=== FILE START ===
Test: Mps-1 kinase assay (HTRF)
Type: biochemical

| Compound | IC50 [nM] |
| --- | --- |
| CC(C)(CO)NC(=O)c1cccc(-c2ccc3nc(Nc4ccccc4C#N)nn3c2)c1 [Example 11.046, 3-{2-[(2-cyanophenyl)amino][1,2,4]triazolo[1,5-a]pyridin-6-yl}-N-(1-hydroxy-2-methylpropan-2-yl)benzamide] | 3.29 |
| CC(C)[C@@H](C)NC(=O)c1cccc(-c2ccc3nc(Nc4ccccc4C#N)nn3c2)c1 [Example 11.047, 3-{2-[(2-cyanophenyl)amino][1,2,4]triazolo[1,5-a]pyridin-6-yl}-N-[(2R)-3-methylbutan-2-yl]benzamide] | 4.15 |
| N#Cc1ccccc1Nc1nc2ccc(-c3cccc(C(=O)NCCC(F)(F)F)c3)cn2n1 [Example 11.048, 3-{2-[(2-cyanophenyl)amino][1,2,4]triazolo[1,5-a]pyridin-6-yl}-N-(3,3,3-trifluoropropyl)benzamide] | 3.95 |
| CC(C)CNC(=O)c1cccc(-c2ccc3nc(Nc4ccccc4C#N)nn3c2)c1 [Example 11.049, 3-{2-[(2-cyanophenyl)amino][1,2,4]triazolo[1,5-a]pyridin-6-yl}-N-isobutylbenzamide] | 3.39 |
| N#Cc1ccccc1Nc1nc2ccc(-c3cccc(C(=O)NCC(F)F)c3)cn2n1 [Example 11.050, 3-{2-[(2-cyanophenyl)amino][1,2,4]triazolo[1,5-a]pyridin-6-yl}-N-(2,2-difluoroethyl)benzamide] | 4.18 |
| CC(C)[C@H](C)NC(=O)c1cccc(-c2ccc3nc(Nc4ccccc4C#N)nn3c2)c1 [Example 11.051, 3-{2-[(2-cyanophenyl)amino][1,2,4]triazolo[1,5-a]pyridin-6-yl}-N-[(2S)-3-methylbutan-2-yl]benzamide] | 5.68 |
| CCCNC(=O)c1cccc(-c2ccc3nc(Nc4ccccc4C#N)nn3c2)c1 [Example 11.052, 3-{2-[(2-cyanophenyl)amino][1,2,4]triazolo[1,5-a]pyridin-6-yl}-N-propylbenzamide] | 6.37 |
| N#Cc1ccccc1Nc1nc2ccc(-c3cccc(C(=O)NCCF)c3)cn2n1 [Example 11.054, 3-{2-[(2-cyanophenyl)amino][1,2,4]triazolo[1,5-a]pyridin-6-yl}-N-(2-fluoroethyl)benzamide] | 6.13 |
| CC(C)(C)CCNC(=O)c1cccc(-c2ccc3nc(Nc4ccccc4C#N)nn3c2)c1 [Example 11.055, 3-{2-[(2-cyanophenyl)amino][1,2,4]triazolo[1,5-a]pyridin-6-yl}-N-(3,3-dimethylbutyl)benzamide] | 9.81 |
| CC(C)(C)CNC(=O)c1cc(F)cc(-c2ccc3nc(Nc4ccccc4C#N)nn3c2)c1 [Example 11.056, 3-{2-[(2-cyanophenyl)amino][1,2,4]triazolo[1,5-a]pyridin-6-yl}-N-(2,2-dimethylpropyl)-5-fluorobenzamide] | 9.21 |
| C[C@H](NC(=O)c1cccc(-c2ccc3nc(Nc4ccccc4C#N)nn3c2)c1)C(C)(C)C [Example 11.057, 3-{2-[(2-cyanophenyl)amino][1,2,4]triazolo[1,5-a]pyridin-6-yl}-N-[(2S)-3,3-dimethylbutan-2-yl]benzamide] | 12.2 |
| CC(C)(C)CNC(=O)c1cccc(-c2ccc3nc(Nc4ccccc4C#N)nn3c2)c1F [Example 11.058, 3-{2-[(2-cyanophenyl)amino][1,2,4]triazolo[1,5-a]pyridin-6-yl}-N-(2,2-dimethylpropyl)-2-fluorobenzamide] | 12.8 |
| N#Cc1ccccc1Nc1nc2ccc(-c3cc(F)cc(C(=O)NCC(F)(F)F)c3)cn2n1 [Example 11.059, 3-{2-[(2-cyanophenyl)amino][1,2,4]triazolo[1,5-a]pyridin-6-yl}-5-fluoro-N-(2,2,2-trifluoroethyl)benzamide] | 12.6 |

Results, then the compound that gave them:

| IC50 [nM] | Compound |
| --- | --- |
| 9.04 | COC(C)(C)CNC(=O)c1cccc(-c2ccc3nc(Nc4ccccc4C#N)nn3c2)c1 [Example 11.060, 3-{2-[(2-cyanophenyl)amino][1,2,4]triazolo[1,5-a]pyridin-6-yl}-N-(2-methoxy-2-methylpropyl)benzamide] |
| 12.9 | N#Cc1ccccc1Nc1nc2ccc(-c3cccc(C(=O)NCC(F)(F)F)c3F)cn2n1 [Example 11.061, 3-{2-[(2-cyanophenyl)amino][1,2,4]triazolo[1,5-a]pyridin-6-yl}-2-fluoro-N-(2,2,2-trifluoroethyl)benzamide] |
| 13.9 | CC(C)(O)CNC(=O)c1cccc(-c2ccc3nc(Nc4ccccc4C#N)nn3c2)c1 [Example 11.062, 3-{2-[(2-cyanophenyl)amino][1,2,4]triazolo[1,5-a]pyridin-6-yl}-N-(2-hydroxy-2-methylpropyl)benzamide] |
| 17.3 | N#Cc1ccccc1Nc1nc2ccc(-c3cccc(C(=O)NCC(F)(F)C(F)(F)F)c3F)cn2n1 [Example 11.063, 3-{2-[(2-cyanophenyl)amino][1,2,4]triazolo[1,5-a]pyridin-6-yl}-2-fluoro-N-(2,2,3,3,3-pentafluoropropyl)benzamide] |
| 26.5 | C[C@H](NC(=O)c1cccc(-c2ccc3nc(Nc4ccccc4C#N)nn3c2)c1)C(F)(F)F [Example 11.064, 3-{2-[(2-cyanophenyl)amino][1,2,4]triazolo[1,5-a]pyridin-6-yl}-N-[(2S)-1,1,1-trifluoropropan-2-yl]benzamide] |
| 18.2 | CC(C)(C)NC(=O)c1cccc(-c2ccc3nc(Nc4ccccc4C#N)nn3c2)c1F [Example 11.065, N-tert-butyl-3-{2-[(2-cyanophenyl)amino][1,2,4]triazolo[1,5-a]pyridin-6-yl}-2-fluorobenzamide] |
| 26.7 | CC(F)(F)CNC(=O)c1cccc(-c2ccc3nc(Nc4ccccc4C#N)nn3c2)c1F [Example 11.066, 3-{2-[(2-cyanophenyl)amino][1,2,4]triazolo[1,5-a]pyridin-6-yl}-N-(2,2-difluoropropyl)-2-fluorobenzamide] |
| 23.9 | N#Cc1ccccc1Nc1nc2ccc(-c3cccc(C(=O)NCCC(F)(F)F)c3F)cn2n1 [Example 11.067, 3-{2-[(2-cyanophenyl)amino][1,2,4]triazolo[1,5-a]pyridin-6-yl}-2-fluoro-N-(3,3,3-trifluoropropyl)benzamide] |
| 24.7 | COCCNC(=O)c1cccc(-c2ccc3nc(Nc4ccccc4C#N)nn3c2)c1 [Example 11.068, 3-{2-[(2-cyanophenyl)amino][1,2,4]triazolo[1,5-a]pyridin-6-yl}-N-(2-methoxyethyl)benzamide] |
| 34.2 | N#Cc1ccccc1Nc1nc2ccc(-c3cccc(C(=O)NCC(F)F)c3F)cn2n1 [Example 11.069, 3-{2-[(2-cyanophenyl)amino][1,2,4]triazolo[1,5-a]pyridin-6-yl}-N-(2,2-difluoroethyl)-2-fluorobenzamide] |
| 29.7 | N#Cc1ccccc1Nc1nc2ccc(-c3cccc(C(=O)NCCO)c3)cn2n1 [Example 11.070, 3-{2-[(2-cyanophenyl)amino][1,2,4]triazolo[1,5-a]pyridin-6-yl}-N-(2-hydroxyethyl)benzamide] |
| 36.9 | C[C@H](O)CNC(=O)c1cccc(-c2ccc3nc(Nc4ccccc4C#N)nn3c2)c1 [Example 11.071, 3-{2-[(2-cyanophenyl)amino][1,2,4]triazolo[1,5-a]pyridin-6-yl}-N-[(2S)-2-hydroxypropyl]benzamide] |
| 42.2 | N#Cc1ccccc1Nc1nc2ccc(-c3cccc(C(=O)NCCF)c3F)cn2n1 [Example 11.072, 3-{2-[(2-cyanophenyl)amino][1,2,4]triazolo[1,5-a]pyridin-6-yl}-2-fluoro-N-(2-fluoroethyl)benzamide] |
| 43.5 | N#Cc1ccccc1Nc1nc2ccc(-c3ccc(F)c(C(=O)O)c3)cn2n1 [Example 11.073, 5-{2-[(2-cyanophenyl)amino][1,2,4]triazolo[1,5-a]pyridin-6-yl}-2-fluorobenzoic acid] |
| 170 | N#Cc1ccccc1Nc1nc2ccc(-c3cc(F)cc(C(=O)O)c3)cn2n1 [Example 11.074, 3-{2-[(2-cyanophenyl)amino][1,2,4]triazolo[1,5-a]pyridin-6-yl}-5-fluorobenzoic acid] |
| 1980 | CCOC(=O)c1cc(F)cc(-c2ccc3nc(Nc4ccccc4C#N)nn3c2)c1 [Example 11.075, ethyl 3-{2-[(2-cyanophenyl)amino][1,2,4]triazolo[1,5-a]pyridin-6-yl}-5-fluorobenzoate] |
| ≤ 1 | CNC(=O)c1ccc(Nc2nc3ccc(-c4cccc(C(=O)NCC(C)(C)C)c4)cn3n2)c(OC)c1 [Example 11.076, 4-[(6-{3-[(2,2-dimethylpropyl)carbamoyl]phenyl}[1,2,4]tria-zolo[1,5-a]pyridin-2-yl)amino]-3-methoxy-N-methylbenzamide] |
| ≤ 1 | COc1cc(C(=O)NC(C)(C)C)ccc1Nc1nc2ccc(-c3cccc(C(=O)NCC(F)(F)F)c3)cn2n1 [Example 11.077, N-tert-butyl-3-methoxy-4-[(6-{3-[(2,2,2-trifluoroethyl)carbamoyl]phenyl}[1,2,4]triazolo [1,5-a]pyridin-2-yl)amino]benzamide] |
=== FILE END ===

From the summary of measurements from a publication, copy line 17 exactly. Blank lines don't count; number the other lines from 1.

| N#Cc1ccccc1Nc1nc2ccc(-c3cc(F)cc(C(=O)NCC(F)(F)F)c3)cn2n1 [Example 11.059, 3-{2-[(2-cyanophenyl)amino][1,2,4]triazolo[1,5-a]pyridin-6-yl}-5-fluoro-N-(2,2,2-trifluoroethyl)benzamide] | 12.6 |